For our government, that has meant venturing out into the great unknowns of business, infrastructure and tourism. The test for us as a people is: will we be there for our government and its leaders to deliver on their vision of a greater tomorrow? A tomorrow where we develop in fields at the heart of the UAE's future development, where we believe that education is a "must have" rather than being something nice to have, and where we hold ourselves to a standard alongside that of our international counterparts? Only then will we shift the hidden elements of survival into a new reality of prosperity.
Our forefathers sacrificed so much for us to get where we are. Nothing inspires me more than the stories of grandmothers and grandfathers who worked side by side to provide for their family. Or the early businessmen who worked hard, night and day, to grow the business empires that today provide glamorous lifestyles for their children's children. We have so much to learn from them, not just about business success and wealth, but about life and how to live it.
While people may choose to live through what their fathers earned, I would hope that many are instead living through the lessons their fathers learnt.
Sacrifice and hard work were intrinsic values incorporated into everything our forefathers did, from when they woke up in the morning to how they invested their time and money. As young people, those are the values we must carry forward to realise the UAE's vision for the future.
Our National Day is not celebrated through the history of oil, pipelines and energy tankers, but by the generation who worked hard and sacrificed to turn their dreams into our reality. Always remember that nothing ever truly worth celebrating comes easily.
Finally, I want to discuss effective participation by the citizens and residents of the UAE.
The true value of any nation lies in the quality and diversity of its people, and that value is realised when people exercise those talents and are given the necessary ecosystem to participate in the social, economic and political development of the nation.
In light of the recent push in this region for multilevel reforms, governments have taken the choice to react proactively, reactively, or not at all. In my opinion the UAE has been active - in every sense of the word. Dramatic social shifts will eventually trickle into the political arena, but when you have a country that is shifting other elements of its political and economic structure to match and contribute to it, reform is forever in motion.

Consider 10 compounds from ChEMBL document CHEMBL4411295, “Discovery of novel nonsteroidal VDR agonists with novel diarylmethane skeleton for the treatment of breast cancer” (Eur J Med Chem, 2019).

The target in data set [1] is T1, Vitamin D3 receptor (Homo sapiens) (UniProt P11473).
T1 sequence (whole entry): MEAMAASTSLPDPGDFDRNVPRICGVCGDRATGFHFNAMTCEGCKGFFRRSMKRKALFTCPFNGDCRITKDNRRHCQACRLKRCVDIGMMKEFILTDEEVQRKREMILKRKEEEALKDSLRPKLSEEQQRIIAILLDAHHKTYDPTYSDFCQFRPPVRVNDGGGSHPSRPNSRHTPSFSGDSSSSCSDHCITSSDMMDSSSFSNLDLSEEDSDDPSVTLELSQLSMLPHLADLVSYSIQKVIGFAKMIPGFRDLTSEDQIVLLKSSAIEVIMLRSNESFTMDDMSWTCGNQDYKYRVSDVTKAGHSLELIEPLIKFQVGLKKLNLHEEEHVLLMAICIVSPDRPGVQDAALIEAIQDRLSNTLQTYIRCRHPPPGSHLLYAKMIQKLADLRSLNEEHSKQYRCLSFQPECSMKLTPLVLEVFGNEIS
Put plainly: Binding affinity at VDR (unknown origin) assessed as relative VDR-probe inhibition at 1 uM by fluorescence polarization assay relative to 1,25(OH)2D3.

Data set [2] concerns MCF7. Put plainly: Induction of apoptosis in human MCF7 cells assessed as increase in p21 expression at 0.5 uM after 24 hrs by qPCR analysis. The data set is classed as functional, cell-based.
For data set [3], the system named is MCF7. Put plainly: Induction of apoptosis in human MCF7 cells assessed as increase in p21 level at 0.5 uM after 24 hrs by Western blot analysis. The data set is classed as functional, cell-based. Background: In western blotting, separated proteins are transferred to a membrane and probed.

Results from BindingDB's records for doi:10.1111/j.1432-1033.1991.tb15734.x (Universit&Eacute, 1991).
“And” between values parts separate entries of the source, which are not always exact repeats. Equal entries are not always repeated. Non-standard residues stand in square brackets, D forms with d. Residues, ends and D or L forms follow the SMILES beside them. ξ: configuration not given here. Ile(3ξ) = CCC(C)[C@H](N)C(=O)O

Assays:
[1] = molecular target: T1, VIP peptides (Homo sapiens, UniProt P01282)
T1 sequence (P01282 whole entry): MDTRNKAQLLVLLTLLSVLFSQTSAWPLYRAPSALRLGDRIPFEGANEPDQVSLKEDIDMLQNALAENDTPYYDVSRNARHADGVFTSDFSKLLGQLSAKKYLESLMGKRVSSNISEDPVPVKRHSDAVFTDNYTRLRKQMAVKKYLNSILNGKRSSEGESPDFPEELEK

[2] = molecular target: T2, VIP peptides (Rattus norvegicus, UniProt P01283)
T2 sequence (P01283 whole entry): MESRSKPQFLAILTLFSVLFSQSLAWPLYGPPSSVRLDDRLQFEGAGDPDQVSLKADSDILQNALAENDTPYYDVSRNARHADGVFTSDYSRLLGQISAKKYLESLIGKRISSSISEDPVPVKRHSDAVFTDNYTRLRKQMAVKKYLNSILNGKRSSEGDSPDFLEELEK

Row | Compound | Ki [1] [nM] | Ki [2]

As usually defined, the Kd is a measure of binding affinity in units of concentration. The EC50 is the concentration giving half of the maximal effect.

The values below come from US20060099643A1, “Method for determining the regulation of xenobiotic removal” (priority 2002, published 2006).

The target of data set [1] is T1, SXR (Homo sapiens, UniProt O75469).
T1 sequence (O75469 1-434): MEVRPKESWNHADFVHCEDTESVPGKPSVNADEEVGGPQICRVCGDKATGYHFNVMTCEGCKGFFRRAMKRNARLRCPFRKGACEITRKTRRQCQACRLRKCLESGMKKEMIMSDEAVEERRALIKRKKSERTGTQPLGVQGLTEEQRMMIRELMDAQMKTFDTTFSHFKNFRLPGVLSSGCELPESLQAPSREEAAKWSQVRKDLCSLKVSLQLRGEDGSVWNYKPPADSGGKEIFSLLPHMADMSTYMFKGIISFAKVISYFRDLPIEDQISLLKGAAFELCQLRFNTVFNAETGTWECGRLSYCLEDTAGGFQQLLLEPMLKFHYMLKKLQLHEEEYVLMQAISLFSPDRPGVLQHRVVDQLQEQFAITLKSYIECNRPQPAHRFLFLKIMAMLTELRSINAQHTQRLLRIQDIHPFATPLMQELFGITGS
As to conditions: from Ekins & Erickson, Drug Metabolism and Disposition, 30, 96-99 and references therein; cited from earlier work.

That is the story of the UAE, where true value is not measured by the riches of its people, but by their contribution to its progress and development.
In many ways we have come so far, but with an ever-evolving world we can never get too comfortable in our success. Where we were, and where we are, will not necessarily define the reality of tomorrow. As a people we must aim to have an equal, if not greater, effect on our country than our forefathers had 41 years ago. We must make our marks in the history books, the same way they did, leading to them being forever remembered in our hearts and minds.
As a mission to our nation, we can always do better, we can always work harder, we can always be stronger. And, as we come together to celebrate our 41st birthday, let us not only remind ourselves of Sheikh Zayed's words to the youth, but make a promise to each other to live by them. That is how the leaders and people of the UAE will stand together, side by side, to foster and support the continued march of our federation.
Khalid Al Ameri is a social affairs commentator studying for his MBA at Stanford University in California
On Twitter: @KhalidAlAmeri